New York City votes Democrat in its last Republican seat

 Photo Credit: Anastassia G.

Photo Credit: Anastassia G.

 

Last Tuesday’s midterms gave Democrats the House majority, while Republicans will continue to maintain the Senate.

In a historical election, Staten Island (NY-11) voted Democrat, a district that held the last Republican seat in the city.

Democrats and Republicans alike decided to go blue this election. Max Rose (D) won against incumbent Daniel Donovan (R), holding 52.8 percent of the vote.

“Rose was in Iraq... I think Max Rose has a lot of good value,” said 62-year-old Staten Island local Frank Carrera, who said he normally votes conservative. “During the debate...Donovan got caught in more lies. I don’t really like Donovan. I like Max Rose. I think he was better qualified for the job.”

In Brooklyn Heights at St. Francis College, 27-year-old actress Connor Leslie said she voted “heavily Democrat today for, obvious reasons.” She was happy about the longer-than-usual lines at her polling place.

“I take that as a very good sign,” she said. “I think that there is a huge amount of information out there, which is probably one of the benefits of social media...I think people are more aware now of what their rights are than I think even the last election, so I feel optimistic.”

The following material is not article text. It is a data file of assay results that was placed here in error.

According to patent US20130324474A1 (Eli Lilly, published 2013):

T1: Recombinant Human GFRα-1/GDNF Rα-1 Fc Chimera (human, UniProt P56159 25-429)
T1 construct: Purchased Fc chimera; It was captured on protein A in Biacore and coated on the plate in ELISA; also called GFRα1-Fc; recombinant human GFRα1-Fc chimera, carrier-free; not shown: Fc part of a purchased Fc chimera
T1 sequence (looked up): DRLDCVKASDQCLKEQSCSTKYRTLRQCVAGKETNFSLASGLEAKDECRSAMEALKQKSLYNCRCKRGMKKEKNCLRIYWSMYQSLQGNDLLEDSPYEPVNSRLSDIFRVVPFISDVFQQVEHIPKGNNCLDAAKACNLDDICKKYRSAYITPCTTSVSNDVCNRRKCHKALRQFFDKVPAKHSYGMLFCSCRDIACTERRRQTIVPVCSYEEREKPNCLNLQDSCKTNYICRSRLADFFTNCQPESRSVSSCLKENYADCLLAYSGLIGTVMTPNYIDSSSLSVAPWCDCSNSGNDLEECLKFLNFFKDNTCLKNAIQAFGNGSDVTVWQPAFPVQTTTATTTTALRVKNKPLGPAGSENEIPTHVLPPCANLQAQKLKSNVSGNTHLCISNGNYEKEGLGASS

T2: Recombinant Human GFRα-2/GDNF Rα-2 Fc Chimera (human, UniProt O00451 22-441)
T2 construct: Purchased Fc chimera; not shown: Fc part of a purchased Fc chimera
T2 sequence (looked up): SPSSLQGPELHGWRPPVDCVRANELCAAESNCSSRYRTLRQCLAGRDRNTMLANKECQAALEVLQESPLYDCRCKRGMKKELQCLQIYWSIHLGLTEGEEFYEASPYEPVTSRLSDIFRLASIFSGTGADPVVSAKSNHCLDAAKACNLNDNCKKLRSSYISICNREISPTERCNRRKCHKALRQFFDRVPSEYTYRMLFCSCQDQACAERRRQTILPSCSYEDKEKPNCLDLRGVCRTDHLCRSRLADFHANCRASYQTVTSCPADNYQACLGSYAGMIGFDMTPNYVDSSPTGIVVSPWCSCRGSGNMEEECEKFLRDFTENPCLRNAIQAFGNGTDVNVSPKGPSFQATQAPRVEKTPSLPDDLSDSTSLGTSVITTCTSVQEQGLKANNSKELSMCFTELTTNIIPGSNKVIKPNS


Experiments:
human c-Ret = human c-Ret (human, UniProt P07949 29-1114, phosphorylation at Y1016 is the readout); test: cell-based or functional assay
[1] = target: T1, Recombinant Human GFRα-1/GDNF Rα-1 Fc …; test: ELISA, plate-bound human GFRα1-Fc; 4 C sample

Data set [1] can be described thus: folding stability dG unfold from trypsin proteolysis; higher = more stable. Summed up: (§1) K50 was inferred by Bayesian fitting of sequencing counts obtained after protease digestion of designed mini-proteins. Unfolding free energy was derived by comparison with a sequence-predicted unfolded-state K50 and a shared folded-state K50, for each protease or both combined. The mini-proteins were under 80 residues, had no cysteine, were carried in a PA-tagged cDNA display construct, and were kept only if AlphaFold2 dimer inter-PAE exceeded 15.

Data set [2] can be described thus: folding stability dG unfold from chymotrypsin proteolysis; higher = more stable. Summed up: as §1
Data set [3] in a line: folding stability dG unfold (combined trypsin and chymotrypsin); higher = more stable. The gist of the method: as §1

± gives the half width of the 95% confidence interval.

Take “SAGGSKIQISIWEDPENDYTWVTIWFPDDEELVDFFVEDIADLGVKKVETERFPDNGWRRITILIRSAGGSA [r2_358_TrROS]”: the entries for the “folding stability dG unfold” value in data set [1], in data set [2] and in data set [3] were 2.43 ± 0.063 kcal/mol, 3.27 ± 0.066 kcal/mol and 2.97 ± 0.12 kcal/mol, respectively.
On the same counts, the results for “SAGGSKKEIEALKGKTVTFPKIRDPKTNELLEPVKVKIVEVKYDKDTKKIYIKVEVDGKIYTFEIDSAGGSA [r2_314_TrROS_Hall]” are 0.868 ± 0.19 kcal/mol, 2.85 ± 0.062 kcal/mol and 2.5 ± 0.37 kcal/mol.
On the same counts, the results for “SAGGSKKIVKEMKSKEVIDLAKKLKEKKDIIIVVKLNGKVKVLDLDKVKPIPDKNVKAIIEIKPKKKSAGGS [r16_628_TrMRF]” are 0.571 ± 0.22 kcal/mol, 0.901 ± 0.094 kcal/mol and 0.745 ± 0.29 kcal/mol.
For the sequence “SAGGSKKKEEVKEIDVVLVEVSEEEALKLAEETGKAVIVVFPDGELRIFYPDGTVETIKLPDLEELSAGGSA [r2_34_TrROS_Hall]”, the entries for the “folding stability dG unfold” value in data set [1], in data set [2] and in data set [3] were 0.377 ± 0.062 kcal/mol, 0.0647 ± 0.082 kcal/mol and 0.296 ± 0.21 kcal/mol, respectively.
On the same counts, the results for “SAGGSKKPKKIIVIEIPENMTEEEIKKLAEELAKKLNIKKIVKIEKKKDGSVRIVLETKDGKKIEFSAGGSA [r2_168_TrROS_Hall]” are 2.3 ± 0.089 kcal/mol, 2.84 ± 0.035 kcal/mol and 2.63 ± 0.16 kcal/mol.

Rose’s field manager, Max Roland Davidson, explained that what gave Rose a successful run for Congress is his “hyper-local” attention to issues and willingness to collaborate with whomever necessary to get legislation passed.

“It was about building relationships with the community and with the voters,” Davidson said.” I think that’s how Max is different than some other Democrats.”

He said the campaign had at least 1500 volunteers, knocking on the doors of neighbors in hopes to turn support, which is how he believes Rose won the election.

“If Democrats want to be competitive again, it's about showing people you care and showing people you invest in them,” Davidson said. “Max can't be bought off by special interests. I think there’s a lot to be said for that. I think that’s what people want right now. They want someone that’s very straight with them.”

As far as President Trump’s endorsement of Donovan, Davidson does not think that played a large role in the deciding factors of this election.

“It wasn’t really a backlash to President Trump,” Davidson said. “Donovan had sponsored two bills in three years, one of which was to rename a post office…It’s really interesting that’s that what he used to spend his time on.  He accepted $10,000 from drug companies and got $0 in new infrastructure money. That’s what the election was about. It wasn’t about Donald Trump. It was about Dan Donovan.”

All video credit to Morgan Chittum and Anastassia G.